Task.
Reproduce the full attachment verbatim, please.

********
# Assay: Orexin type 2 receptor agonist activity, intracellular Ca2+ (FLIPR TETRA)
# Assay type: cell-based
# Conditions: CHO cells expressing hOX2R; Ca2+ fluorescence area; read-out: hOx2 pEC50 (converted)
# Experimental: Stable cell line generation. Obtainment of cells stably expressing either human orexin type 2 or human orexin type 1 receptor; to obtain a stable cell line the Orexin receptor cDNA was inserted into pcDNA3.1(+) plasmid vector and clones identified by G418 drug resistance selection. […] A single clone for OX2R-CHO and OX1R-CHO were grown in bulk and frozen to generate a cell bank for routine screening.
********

# Assay: Orexin type 2 receptor agonist activity, intracellular Ca2+ (FLIPR TETRA)
# Assay type: cell-based
# Conditions: CHO cells expressing hOX2R; Ca2+ fluorescence area; read-out: hOx2 pEC50 (converted)
# Experimental: Stable cell line generation. Obtainment of cells stably expressing either human orexin type 2 or human orexin type 1 receptor; to obtain a stable cell line the Orexin receptor cDNA was inserted into pcDNA3.1(+) plasmid vector and clones identified by G418 drug resistance selection. […] A single clone for OX2R-CHO and OX1R-CHO were grown in bulk and frozen to generate a cell bank for routine screening.